Submit a link to your writing by going to THIS LINK and following the instructions found there.
The purpose of the exercise is to write. Quickly.
What are you waiting for? Stop tumbling for a few minutes and write!
The Yeah Write Review is a publication by Yeah Write, a popular creative writing Tumblr for young and aspiring writers. The YWR contains writing advice articles and accompanying stories that showcase that advice, as well as lists of novels and short stories for “further reading” on each topic.
Print and digital copies are available here.
Yeahwrite is a fantastic blog (that you should totally follow) that has compiled this magazine from the submissions of its followers. It’s definitely worth checking out.
The DFTBA short writing contest is raising money for ‘The foundation to decrease worldsuck’ this foundation is run by the Vlog brothers (Hank and John Green.) Here is a link to the foundation. Please note that this competition is not associated with them.
The prompt is ‘An act of charity’ and the story must be between 1000-3500 words.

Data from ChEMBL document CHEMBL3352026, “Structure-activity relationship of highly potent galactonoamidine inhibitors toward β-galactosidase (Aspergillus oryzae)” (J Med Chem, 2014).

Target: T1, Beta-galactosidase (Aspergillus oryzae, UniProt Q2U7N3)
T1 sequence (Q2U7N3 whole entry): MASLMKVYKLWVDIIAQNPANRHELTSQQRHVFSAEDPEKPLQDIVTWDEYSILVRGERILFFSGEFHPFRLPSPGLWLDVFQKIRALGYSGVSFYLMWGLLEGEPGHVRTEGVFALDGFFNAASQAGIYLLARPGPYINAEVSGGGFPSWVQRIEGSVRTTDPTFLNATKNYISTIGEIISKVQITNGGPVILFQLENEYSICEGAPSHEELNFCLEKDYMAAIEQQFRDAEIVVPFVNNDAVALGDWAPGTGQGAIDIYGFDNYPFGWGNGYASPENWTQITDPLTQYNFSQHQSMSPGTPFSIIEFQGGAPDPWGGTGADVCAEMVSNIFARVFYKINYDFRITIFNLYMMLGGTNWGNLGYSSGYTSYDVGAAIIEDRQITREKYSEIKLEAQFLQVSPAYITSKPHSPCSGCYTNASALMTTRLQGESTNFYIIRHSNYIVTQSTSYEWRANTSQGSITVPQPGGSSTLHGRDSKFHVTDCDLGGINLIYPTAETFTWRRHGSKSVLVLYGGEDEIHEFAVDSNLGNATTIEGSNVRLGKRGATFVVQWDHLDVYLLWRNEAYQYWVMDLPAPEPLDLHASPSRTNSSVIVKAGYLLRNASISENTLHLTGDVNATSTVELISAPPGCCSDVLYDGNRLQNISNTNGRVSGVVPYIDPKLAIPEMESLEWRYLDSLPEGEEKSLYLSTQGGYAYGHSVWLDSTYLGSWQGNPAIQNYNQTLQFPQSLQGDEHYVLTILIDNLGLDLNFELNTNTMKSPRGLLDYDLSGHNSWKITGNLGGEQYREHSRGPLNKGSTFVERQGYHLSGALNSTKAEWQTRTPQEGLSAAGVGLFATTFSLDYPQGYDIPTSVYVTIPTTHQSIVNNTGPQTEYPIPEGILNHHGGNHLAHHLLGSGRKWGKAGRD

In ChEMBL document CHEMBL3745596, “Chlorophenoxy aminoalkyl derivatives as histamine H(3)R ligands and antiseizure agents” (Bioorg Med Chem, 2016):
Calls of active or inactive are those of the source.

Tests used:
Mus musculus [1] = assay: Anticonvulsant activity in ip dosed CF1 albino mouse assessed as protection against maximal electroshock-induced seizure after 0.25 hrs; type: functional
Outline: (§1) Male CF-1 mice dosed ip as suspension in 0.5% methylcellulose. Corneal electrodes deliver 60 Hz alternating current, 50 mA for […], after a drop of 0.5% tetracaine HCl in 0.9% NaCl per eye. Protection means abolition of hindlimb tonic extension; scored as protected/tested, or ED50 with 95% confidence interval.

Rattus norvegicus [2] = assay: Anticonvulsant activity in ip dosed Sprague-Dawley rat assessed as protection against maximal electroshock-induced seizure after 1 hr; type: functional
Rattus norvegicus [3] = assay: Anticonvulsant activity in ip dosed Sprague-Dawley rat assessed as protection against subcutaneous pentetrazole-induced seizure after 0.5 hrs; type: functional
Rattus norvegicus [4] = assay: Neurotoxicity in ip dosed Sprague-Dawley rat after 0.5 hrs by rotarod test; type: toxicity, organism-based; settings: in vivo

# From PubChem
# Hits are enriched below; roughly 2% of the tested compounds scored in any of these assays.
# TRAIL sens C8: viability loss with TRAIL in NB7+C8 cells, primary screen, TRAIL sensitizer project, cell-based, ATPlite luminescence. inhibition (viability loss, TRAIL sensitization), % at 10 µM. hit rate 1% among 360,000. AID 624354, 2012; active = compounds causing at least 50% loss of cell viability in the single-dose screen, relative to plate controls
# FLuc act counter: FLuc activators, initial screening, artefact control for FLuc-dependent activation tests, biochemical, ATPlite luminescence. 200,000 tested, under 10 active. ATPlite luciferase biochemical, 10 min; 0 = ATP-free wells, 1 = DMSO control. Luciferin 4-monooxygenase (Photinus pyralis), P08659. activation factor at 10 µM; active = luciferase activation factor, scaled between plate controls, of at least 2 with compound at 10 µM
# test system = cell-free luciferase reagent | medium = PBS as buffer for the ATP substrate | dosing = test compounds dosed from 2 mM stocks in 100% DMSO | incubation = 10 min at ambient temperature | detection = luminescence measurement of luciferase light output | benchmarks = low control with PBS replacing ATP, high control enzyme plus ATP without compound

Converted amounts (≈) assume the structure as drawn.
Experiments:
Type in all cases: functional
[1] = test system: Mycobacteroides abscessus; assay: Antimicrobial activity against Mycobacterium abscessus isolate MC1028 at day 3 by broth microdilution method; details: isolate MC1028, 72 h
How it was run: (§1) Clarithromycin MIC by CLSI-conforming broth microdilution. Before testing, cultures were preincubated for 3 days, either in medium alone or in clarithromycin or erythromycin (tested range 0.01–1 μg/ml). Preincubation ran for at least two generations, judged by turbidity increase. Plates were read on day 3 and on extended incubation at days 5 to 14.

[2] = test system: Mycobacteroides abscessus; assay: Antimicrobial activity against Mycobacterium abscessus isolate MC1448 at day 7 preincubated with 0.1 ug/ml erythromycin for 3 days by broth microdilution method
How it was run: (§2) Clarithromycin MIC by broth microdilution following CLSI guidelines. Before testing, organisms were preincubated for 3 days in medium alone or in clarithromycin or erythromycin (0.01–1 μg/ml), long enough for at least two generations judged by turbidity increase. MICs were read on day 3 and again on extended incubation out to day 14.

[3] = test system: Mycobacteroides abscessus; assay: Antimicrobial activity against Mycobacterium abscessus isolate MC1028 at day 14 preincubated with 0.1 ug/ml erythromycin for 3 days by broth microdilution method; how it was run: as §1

Thanks and good luck to those taking part.
This is something I have been focusing on for the past couple of months so I decided to make it presentable. I need stuff like this around me so I don’t lose my nerve. I have noticed a lot of people have this in their brains like, automatically but I however do NOT. Maybe you are a little like me and will find it helpful.
If you offer:
Comment on this post and tell us about your blog. We want to follow you, and we want our followers to know about you.
Anonymous asked: Do you think writing needs actual real life experience? Do you need to fully experience something from beginning to end to write a deep story about it? For instance, I want to write a story about a person battling depression, but then again, I’ve never got over depression myself, therefore, I get stuck trying to figure out how the story ends or give some sort of closure to the story. Any advice?
I’ve said this before and I’ll say it again: I’ve never died, but I’ve written a death scene. I’ve never waved a magic wand or dueled a dragon or gone to Mars, but I can write about it. Why is that? Imagination and research.
Then again, perhaps your character doesn’t get over it. Maybe your story is a happy ending despite the character’s depression, or a tragedy as the character succumbs to their depression. In either case, depression will still add significant amounts of conflict the the narrative. It’s up to you.
Research and imagination. If you have both, you’ve got the means to finish your story (and to kick your own depression in the tenders, by the way).
Thank you for your question!
(Last time we’ll post it for a while, okay? There have been some new additions to the list, and we wanted to give those who missed it before a chance to add their names.)